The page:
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Facebook approved ad calling for violence in Brazil even after riots broke out

Global Witness submitted 16 ads promoting violence in Brazil. Fourteen were approved.


Jacob Seitz


Just days after far-right protestors descended on Brazil’s capital city, Facebook approved ads promoting violence in the country, according to a new report.

Supporters of former President Jair Bolsonaro stormed Congress, the Supreme Court, and the presidential palace earlier this month in a coordinated attack that was fomented on social media. Immediately following the attacks, Meta, which owns Facebook, said it had designated Brazil as a “temporary high-risk location” and removed content promoting the invasion of government buildings. 

But a human rights organization found that—just four days after the attack—Facebook still allowed ads promoting violence and containing death threats.

Global Witness submitted 16 fake ads from burner accounts on the platform, 14 of which were approved, the organization said in a report.

The approved ads included calls to “unearth all the rats that have seized power and shoot them,” saying that President Luiz Inácio Lula da Silva and his government “should be in jail or dead and buried, not in the presidential palace” and saying “Death to the children of Lula voters” in Portuguese.

The human rights group submitted the same ads to YouTube, which did not allow any of them to be published and suspended the accounts that submitted them.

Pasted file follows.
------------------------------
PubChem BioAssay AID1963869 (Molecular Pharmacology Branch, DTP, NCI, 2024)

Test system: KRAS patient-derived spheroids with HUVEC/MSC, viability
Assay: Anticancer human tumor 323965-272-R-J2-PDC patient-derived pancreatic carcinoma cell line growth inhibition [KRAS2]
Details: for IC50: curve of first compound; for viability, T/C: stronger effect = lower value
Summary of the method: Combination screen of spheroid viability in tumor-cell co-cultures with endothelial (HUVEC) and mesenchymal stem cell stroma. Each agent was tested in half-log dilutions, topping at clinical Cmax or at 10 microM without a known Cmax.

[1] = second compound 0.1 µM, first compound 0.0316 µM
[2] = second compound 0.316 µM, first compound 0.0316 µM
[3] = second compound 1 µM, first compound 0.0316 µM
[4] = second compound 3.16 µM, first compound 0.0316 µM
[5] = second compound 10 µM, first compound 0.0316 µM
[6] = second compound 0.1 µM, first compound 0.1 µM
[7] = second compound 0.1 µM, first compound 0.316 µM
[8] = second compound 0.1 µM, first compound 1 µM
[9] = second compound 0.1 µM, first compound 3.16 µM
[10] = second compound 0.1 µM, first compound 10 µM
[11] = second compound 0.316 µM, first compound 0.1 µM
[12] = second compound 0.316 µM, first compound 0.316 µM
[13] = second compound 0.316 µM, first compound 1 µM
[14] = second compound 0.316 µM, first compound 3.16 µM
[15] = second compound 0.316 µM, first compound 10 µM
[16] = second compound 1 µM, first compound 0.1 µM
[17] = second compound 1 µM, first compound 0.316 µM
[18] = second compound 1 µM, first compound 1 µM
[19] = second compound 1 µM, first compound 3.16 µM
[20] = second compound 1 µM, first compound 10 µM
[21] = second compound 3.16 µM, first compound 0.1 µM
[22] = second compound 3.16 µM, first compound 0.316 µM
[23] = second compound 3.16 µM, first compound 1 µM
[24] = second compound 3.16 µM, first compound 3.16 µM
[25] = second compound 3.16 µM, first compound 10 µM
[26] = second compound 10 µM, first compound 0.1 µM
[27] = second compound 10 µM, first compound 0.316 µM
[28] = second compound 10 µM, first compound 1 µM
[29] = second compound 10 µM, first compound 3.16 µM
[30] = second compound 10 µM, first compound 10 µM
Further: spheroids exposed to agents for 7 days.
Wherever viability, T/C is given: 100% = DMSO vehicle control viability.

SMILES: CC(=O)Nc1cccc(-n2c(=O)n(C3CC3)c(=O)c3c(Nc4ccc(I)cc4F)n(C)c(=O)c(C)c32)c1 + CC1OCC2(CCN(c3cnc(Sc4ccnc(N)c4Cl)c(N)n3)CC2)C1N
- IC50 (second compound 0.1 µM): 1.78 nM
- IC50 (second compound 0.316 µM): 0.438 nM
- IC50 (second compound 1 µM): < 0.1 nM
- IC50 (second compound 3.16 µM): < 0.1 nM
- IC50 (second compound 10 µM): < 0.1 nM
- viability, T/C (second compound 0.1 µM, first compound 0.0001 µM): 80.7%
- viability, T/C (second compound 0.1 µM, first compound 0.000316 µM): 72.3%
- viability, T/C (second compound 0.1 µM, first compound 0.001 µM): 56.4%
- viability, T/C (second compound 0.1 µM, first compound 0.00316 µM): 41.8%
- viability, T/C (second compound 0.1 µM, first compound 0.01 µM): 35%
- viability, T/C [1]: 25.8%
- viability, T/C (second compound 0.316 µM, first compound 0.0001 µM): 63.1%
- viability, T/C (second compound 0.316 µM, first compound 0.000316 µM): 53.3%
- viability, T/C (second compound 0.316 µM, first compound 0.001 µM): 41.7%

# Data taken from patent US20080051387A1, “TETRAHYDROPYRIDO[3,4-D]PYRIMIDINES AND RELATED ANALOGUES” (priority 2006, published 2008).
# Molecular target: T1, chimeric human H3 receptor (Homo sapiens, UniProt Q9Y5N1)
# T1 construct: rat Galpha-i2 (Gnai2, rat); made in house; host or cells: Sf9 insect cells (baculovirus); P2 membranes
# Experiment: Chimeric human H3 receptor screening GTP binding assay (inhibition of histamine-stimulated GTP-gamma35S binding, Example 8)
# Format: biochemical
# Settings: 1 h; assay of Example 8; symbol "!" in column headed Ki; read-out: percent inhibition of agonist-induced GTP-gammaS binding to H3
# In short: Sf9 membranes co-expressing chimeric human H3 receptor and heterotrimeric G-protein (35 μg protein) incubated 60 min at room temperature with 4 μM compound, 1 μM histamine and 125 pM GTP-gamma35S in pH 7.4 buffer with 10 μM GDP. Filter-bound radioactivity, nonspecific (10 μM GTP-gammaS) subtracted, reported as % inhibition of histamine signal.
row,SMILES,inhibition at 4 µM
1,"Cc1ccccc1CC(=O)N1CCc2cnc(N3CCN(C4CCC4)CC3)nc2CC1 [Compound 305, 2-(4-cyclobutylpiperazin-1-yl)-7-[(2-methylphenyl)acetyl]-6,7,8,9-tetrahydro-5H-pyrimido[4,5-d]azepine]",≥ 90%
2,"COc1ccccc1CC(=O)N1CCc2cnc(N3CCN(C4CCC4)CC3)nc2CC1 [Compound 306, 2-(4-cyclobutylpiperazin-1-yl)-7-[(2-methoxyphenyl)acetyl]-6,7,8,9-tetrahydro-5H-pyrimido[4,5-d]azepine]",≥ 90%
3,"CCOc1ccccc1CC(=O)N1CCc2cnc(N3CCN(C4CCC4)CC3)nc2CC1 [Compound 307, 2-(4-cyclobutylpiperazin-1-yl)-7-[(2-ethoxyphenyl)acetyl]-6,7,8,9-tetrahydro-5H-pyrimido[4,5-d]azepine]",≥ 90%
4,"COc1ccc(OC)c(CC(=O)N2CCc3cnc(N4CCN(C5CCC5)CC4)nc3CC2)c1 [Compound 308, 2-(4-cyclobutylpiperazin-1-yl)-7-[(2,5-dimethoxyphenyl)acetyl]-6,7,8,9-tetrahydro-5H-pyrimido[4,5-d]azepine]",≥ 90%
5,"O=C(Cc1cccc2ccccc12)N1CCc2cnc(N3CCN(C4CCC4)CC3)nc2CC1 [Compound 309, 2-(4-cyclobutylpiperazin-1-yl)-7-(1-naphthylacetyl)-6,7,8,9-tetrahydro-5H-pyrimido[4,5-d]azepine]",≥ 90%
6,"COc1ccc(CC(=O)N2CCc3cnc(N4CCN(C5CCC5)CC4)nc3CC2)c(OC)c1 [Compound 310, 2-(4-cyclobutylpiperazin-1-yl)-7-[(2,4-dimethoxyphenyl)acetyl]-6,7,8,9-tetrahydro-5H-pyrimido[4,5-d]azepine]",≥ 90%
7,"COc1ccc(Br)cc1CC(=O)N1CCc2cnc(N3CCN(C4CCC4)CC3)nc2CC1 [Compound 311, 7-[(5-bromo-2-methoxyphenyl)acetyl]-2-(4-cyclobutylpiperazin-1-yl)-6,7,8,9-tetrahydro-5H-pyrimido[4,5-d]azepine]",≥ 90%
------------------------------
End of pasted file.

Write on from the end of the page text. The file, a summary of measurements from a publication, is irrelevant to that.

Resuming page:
Lula da Silva won the presidency in a runoff election in October and took office on Jan. 1, but his opponent, Bolsanaro, refused to concede defeat. Supporters of his said the election was stolen or rigged and used the accusations to stoke anger in the country, which culminated in the riot on Jan. 8.

“Much of this attempt to overturn the results of the election was instigated, organized, and fueled online,” said Rosie Sharpe, Digital Threats Campaigner at Global Witness. “By failing to fully address this, Facebook puts Brazilian democracy at risk. YouTube’s much stronger response demonstrates that the test we set is possible to pass.”

Update 3:34pm CT, Jan. 20: A Meta spokesperson told the Daily Dot that the ads were “not representative of how we enforce our policies at scale” and that the company “removed hundreds of thousands of pieces of content” that violated its policies in the lead-up to the Brazilian election. The company said it is also “constantly refining our processes to enforce our policies at scale.”

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